You’ve been granted free access to this subscribers only article.
‘Herbs Made Easy’
“Herbs Made Easy” includes an illustrated wheel with information about growing, preserving, and using 10 common herbs, as well as a recipe booklet with examples of herb-laden foods.
COLLEGE STATION -- Herbs can be fun to buy and easy to grow, but how to use them sometimes puzzles home gardeners, Texas AgriLife Extension Service specialists said in a March 7 press release.
Now a new set of informational materials called “Herbs Made Easy” may help. The set includes an illustrated wheel with information about growing, preserving, and using 10 common herbs, as well as a recipe booklet with examples of herb-laden foods.
The wheel works like this: Turn the inner circle until the cutout meets with the picture of an herb of choice. Inside the cutout appears a list of foods in which the herb might be used.
A 23-page recipe booklet was created to accompany the wheel, because often a herb plant will produce so much that the gardener doesn’t know how to make use of the product.
“The booklet was put together to inspire budding cooks or even seasoned cooks on different ways to use the herbs that they are growing,” said Dr. Jenna Anding, AgriLife Extension nutrition and food sciences program leader. “It is just a starting point, but it does give some good ideas and tips on how to use herbs in everyday dishes.”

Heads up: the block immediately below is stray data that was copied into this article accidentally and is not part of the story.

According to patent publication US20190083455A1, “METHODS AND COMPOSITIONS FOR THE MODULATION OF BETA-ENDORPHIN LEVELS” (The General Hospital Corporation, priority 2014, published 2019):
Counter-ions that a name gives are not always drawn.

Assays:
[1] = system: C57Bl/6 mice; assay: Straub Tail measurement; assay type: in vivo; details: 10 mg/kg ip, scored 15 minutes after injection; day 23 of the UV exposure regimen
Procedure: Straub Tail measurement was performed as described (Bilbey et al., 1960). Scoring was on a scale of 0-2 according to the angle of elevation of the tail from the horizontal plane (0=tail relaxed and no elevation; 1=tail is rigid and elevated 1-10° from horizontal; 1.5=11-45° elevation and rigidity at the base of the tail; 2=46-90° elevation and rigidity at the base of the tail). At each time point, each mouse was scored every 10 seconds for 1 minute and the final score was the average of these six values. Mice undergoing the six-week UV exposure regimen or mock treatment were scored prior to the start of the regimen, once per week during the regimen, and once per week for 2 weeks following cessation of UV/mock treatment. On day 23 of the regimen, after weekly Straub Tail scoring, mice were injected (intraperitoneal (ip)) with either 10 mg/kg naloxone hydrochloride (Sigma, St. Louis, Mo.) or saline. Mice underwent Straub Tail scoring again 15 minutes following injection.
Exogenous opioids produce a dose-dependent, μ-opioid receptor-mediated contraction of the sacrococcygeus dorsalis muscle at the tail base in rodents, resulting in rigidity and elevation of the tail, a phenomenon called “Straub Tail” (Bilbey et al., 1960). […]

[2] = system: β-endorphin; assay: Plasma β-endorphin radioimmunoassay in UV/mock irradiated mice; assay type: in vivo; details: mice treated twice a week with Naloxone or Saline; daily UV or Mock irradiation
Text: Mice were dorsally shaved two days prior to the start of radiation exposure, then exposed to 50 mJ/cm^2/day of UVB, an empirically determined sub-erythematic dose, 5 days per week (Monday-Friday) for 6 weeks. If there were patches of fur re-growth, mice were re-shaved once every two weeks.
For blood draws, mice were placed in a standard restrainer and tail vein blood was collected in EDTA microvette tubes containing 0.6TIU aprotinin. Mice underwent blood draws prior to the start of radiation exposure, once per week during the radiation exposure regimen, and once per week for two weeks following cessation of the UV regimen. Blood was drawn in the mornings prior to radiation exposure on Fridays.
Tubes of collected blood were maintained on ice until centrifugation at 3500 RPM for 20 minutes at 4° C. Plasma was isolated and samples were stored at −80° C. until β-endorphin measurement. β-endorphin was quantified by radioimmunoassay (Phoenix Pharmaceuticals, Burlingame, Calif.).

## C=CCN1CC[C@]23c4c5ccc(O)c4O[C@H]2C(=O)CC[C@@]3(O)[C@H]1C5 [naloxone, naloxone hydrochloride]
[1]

Each recipe has the complete nutritional value per serving. The booklet also includes information on drying and freezing herbs so they are available after the growing season, she said, adding that this helps save money versus purchasing these herbs retail.
The 10 herbs featured on the wheel and in the booklet are those most commonly available from garden centers, home improvement stores, and farmers markets, and are among those easiest to grow, according to Dr. Joe Masabni, AgriLife Extension vegetable specialist who co-authored the material with Anding. They include bay, chives, basil, Italian parsley, oregano, thyme, sage, rosemary, cilantro, and mint.
Masabni said people need to consider space, soil, and sun requirements of each plant when growing herbs.
“Many herbs can be grown in small areas,” he said, adding that all 10 of the herbs need full sun. He said most herbs do not need to be saturated with water and that few pesticides are needed because the plant parts will be eaten.
“Hand-pick caterpillars and wash off other small insects or use a safe, organic insecticide to remove bugs,” he said.
“Herbs Made Easy” wheel and cookbook are available from the AgriLife Bookstore website https://agrilifebookstore.org/by ordering B-6202 at $15 for the set.
Your Opinions and Comments
Be the first to comment on this story!
You must be logged in to post a comment.
Agriculture Today Archives
Cisco man arrested for horse theft (February 3, 2016)
EC livestock judging Feb. 27 (February 3, 2016)
Fletcher wins top individual at national contest (February 3, 2016)
Hay & Forage Report (February 3, 2016)
La Vernia stock show news (February 3, 2016)
Livestock Market Reports (February 3, 2016)
Poth ag mechanics welding for success (February 3, 2016)
Raccoons may be culprits behind missing suet blocks (February 3, 2016)
Texans can win lifetime license (February 3, 2016)
Trail ride dance Feb. 9 (February 3, 2016)
Trail Ride Schedules (February 3, 2016)
Who’s the boss? (February 3, 2016)
Yosko places second in nation (February 3, 2016)